The end of the Great Moderation

The second criticism is based on the changing state of the world. Lucas was writing in the time of the Great Moderation, where it seemed that the calamitous events of the Great Depression were firmly behind us, and where inflationary spirals had been controlled by Paul Volcker. To the extent to which business cycles existed, these were small and brief. However, the Great Recession has firmly punctured a hole in the idea that we wouldn’t face these sorts of depression-level risks - and although some may have believed that our experience with the 1930s and the 1970s meant we were ready for any future events, this is by no means guaranteed.

To understand how scarring these events can be even when we are operating with the policy wisdoms gathered across the last century or so, it is worth looking back to the costs of the Great Recession. The direct costs in terms of the output foregone, have conservative estimates ranging from 40% to 90% of a single year’s output. This is only made worse by hysteresis effects, where high unemployment can lead to skill atrophy, causing the level of potential output to fall. And to add to all of this, there are significant nonpecuniary costs - for example, the psychological burdens on wellbeing associated with mass unemployment meant that nonfarm payrolls falling by 6.3% did not only impact income. These large humanitarian costs of economic downswings are only exacerbated by the modern macroeconomic environment - whether this is financialisation leading to Minsky moments being more likely or the globalisation making global business cycles more concomitant, the modern world economy is one that is deeply fragile. And amongst all of this, we have seen the decline of $ r* $, constraining the traditional mechanism of changing interest rates. So the idea that we have it all figured out is deeply implausible, especially if you are persuaded by the critiques leveled by the likes of the neo-Fisherites and Market Monetarists, who each posit something systematically wrong with the way we conduct monetary policy.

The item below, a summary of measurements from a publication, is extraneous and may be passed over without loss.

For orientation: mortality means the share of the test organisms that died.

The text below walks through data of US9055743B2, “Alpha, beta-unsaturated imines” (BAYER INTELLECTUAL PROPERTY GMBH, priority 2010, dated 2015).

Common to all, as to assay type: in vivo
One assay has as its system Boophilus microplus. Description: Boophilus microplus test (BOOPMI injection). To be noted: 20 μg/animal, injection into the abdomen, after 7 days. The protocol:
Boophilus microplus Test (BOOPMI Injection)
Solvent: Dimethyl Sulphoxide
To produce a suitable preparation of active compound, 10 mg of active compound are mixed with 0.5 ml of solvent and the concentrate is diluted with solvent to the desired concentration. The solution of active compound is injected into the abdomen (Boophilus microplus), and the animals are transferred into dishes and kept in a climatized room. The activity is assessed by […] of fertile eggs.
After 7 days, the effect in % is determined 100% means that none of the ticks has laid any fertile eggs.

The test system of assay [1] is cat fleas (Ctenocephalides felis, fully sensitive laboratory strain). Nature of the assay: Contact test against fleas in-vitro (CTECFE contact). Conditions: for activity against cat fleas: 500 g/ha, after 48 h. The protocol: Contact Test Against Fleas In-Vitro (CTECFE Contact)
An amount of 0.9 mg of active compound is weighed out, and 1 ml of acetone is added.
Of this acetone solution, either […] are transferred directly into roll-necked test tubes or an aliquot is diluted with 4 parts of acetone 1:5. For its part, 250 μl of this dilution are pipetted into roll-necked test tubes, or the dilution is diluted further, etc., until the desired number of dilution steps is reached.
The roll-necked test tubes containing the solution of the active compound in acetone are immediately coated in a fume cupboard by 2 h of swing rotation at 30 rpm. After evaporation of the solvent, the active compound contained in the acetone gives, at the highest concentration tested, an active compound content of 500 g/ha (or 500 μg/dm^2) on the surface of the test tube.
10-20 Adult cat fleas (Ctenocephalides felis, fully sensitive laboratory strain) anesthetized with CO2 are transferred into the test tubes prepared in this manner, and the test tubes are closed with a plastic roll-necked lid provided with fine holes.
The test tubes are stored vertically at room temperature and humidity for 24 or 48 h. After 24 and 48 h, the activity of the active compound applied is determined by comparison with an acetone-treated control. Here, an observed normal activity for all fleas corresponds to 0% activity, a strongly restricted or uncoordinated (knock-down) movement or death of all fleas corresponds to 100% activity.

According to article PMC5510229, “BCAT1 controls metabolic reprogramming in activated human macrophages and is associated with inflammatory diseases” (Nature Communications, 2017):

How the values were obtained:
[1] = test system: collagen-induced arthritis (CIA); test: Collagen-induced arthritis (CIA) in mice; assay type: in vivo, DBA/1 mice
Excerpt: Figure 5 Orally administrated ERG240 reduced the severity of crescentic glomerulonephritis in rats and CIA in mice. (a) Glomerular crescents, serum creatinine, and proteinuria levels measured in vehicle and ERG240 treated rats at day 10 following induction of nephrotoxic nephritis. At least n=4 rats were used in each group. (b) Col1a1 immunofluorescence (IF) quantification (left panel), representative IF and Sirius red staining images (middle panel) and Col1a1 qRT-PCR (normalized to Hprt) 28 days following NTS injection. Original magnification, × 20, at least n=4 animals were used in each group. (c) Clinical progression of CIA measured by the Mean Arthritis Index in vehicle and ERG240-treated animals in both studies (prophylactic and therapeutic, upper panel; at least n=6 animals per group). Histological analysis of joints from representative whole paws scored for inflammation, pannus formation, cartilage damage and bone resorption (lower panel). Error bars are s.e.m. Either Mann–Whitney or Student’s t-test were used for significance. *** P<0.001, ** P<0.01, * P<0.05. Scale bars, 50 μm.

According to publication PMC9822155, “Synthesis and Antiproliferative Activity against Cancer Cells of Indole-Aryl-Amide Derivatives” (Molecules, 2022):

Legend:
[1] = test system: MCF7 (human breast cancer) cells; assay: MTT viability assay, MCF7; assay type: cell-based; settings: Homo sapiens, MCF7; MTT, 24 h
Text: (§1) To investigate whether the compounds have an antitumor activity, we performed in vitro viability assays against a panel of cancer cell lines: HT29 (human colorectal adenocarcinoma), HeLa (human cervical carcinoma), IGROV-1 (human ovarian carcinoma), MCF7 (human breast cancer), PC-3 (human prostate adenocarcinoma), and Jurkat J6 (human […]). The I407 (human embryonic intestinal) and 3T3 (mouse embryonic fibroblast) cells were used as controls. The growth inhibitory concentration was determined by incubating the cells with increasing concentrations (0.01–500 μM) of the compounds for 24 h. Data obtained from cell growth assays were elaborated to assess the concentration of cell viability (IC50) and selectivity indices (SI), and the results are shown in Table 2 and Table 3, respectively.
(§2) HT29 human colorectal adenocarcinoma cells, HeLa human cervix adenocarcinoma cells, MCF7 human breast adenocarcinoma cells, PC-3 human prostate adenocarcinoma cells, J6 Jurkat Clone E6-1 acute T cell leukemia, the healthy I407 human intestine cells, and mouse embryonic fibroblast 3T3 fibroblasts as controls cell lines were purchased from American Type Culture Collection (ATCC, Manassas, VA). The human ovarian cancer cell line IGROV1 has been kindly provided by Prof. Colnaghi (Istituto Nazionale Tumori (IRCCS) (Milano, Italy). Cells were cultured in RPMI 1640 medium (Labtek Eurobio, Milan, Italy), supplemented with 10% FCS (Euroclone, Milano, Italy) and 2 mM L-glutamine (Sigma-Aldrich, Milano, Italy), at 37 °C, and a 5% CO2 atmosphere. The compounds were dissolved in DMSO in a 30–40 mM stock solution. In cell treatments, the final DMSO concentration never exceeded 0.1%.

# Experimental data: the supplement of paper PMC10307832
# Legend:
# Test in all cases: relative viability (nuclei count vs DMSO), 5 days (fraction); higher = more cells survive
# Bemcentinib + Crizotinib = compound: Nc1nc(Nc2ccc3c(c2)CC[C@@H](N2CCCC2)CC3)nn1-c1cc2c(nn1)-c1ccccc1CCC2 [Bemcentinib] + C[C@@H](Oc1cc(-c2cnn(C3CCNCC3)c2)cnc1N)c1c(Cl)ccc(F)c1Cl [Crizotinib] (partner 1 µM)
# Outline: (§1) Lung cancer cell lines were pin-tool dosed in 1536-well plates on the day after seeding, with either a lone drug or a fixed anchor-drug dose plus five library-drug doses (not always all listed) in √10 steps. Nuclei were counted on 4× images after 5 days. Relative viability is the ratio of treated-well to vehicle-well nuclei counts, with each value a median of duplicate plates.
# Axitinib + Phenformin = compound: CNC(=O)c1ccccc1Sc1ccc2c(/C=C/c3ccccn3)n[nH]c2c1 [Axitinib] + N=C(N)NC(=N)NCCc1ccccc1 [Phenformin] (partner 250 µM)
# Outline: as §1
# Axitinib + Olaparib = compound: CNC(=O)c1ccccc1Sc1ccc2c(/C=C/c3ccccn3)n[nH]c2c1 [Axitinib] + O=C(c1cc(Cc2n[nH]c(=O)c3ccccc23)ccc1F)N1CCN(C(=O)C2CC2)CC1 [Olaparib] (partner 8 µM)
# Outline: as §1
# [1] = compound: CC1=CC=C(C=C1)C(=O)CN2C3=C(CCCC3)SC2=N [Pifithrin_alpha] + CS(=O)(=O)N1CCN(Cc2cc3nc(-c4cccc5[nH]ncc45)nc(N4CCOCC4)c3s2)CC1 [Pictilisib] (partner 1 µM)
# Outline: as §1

Political economy of recessions

And finally, the third reason to care more about swings in the business cycle relates to the area of political economy. When we are thinking about the rise of populism and the harnessing of that towards malicious ends across the last 12 years, the Great Recession undoubtedly played a role. It did so by reducing the level of public trust and altering the perception of economic opportunity towards one that was more pessimistic. The result has been and continues to be clear - not only does this directly lead to increased hostility towards perceived outgroups, it has ushered in an age of epistemic crisis in journalism and fake news, as well as empowering the rise of amoral and opportunistic political actors who have put forward problematic policies.

All of this is not to say that monetary policy is more important than increasing growth and overcoming the sluggish productivity we face, or indeed helping out the most vulnerable in the world via changes in immigration or development policy. The thrust of Bob Lucas’s argument stands. But it is to suggest that he may have grossly underestimated the magnitudes, with economic crises remaining some of the most salient and pernicious things people can live through - consequently, we would do well not to forget about the importance of monetary policy in stabilising economies and avoiding these cataclysmic shocks.